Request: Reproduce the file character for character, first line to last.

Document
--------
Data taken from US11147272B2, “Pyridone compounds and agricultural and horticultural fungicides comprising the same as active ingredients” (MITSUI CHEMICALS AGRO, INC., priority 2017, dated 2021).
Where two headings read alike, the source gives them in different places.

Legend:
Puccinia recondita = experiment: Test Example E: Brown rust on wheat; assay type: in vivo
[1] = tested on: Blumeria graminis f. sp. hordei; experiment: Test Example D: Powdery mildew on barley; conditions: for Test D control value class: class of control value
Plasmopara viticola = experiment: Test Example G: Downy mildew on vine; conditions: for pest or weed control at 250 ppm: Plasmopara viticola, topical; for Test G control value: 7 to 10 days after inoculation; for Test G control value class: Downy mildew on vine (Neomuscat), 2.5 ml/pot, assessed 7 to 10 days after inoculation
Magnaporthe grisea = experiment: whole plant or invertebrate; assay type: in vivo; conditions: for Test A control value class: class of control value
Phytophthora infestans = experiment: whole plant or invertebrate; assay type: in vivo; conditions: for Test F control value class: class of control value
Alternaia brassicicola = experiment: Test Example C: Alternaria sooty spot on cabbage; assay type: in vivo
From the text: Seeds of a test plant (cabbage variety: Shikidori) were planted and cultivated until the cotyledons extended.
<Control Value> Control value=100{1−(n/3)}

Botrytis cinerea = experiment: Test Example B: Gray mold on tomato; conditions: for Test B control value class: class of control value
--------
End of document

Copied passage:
Data taken from US11147272B2, “Pyridone compounds and agricultural and horticultural fungicides comprising the same as active ingredients” (MITSUI CHEMICALS AGRO, INC., priority 2017, dated 2021).
Where two headings read alike, the source gives them in different places.

Legend:
Puccinia recondita = experiment: Test Example E: Brown rust on wheat; assay type: in vivo
[1] = tested on: Blumeria graminis f. sp. hordei; experiment: Test Example D: Powdery mildew on barley; conditions: for Test D control value class: class of control value
Plasmopara viticola = experiment: Test Example G: Downy mildew on vine; conditions: for pest or weed control at 250 ppm: Plasmopara viticola, topical; for Test G control value: 7 to 10 days after inoculation; for Test G control value class: Downy mildew on vine (Neomuscat), 2.5 ml/pot, assessed 7 to 10 days after inoculation
Magnaporthe grisea = experiment: whole plant or invertebrate; assay type: in vivo; conditions: for Test A control value class: class of control value
Phytophthora infestans = experiment: whole plant or invertebrate; assay type: in vivo; conditions: for Test F control value class: class of control value
Alternaia brassicicola = experiment: Test Example C: Alternaria sooty spot on cabbage; assay type: in vivo
From the text: Seeds of a test plant (cabbage variety: Shikidori) were planted and cultivated until the cotyledons extended.
<Control Value> Control value=100{1−(n/3)}

Botrytis cinerea = experiment: Test Example B: Gray mold on tomato; conditions: for Test B control value class: class of control value